Facing a client who is resistant or possibly hostile to the therapeutic process or therapist can be unsettling and challenge the treatment’s success (Clay, 2017).
However, the therapist must be careful. Labeling behavior as resistant may result from a lack of knowledge or therapeutic skills, and an inadequate response to the situation can damage the client’s progress (Shallcross, 2010).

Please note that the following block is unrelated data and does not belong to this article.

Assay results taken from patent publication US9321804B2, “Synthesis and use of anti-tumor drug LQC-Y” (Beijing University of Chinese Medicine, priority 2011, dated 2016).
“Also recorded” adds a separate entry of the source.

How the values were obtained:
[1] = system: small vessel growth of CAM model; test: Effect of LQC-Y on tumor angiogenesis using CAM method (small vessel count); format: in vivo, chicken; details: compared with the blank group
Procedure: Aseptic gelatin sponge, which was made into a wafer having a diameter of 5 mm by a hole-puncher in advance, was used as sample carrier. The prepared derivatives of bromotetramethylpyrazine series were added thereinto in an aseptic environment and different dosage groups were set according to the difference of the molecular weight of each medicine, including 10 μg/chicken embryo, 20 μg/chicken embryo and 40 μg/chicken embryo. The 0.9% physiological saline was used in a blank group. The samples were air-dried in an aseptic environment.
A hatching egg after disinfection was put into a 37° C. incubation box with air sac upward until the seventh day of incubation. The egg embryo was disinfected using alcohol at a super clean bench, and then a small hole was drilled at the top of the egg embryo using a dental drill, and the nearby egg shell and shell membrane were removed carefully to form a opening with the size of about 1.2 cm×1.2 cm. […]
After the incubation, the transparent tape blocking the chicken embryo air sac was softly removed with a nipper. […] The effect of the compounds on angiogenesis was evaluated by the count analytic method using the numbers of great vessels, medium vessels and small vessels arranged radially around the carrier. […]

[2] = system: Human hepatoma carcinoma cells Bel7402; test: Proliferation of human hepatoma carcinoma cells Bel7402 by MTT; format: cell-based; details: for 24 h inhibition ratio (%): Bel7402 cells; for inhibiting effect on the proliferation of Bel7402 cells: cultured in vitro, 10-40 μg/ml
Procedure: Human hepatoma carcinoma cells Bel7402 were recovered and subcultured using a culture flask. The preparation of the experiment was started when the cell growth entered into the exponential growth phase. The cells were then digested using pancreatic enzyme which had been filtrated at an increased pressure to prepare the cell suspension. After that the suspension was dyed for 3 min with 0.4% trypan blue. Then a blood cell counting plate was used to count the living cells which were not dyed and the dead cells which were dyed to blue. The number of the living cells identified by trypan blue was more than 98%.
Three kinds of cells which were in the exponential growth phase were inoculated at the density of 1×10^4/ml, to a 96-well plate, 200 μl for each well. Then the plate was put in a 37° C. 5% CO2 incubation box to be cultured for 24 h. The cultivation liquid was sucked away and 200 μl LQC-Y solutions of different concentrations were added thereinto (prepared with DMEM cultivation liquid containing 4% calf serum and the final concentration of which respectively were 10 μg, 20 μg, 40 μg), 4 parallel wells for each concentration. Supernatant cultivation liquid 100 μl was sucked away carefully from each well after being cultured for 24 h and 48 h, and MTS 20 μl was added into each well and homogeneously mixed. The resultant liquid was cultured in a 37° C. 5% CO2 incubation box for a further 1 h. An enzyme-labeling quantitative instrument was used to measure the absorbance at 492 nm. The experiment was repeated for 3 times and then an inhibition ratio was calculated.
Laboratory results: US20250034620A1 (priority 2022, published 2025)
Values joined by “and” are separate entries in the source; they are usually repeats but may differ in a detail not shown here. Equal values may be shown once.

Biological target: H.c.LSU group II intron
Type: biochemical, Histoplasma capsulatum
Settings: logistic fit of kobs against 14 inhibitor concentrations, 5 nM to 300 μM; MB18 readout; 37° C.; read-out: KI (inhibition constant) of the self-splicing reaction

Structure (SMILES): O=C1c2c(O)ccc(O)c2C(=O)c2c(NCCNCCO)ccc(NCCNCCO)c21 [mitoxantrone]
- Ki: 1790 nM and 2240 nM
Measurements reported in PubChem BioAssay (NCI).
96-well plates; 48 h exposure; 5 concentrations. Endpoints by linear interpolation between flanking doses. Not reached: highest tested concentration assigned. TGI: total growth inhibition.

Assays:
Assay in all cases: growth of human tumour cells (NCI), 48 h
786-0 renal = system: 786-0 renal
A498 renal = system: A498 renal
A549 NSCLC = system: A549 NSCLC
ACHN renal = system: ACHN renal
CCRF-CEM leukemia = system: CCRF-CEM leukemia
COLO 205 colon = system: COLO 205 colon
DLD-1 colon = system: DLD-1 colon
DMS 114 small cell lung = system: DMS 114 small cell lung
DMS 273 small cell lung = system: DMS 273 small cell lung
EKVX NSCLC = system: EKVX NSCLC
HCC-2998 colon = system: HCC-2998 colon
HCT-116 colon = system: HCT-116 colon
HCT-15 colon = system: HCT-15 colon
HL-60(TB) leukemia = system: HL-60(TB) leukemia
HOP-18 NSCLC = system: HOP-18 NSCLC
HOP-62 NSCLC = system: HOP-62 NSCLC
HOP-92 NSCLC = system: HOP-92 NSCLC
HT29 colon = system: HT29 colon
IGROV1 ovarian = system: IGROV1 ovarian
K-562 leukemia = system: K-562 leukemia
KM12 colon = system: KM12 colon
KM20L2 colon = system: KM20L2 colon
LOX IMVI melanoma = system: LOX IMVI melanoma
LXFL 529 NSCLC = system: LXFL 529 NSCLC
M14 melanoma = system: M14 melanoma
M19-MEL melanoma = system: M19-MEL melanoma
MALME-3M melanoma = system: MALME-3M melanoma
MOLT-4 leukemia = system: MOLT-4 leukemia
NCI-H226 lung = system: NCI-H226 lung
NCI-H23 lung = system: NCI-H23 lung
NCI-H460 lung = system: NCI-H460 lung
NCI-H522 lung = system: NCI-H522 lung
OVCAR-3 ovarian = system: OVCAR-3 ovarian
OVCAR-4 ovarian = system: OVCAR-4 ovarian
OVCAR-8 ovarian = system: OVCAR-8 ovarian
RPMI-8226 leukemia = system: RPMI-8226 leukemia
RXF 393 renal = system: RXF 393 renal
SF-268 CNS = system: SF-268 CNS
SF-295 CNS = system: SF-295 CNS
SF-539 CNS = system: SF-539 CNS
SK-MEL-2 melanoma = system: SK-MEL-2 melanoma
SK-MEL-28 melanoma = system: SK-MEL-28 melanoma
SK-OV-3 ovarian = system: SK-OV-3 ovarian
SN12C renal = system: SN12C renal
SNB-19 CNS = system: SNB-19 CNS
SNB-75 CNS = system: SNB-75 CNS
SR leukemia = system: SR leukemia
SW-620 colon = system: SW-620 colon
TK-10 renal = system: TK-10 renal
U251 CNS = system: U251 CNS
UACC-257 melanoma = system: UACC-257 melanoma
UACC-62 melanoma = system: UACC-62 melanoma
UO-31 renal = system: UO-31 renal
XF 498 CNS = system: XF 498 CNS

Reframed, uncomfortable interactions can strengthen the therapeutic relationship and further treatment, and encourage client growth.
This article explores resistance in therapy, the therapist’s potential to reduce its negative impact, and its use as part of the therapy process.